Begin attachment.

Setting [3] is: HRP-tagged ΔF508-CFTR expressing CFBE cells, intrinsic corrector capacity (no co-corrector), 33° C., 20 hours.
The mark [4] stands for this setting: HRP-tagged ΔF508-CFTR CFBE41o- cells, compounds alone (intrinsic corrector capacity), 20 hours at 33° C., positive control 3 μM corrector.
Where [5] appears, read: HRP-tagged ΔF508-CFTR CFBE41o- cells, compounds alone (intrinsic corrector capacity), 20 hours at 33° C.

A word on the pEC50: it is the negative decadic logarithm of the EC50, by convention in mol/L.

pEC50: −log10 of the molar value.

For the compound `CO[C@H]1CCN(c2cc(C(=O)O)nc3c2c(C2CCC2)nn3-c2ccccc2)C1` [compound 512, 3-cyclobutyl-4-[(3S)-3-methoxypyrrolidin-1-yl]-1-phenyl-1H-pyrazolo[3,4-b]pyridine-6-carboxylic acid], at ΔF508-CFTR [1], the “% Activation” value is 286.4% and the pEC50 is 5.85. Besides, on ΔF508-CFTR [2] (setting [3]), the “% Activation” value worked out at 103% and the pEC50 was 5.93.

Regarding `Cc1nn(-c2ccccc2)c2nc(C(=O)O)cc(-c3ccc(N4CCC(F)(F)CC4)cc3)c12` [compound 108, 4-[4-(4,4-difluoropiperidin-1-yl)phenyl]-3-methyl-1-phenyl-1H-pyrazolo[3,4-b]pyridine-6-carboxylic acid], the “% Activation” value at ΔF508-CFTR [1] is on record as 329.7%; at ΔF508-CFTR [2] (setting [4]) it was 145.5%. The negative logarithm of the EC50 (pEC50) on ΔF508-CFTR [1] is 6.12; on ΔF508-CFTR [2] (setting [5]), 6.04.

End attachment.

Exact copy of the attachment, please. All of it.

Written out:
Setting [3] is: HRP-tagged ΔF508-CFTR expressing CFBE cells, intrinsic corrector capacity (no co-corrector), 33° C., 20 hours.
The mark [4] stands for this setting: HRP-tagged ΔF508-CFTR CFBE41o- cells, compounds alone (intrinsic corrector capacity), 20 hours at 33° C., positive control 3 μM corrector.
Where [5] appears, read: HRP-tagged ΔF508-CFTR CFBE41o- cells, compounds alone (intrinsic corrector capacity), 20 hours at 33° C.

A word on the pEC50: it is the negative decadic logarithm of the EC50, by convention in mol/L.

pEC50: −log10 of the molar value.

For the compound `CO[C@H]1CCN(c2cc(C(=O)O)nc3c2c(C2CCC2)nn3-c2ccccc2)C1` [compound 512, 3-cyclobutyl-4-[(3S)-3-methoxypyrrolidin-1-yl]-1-phenyl-1H-pyrazolo[3,4-b]pyridine-6-carboxylic acid], at ΔF508-CFTR [1], the “% Activation” value is 286.4% and the pEC50 is 5.85. Besides, on ΔF508-CFTR [2] (setting [3]), the “% Activation” value worked out at 103% and the pEC50 was 5.93.

Regarding `Cc1nn(-c2ccccc2)c2nc(C(=O)O)cc(-c3ccc(N4CCC(F)(F)CC4)cc3)c12` [compound 108, 4-[4-(4,4-difluoropiperidin-1-yl)phenyl]-3-methyl-1-phenyl-1H-pyrazolo[3,4-b]pyridine-6-carboxylic acid], the “% Activation” value at ΔF508-CFTR [1] is on record as 329.7%; at ΔF508-CFTR [2] (setting [4]) it was 145.5%. The negative logarithm of the EC50 (pEC50) on ΔF508-CFTR [1] is 6.12; on ΔF508-CFTR [2] (setting [5]), 6.04.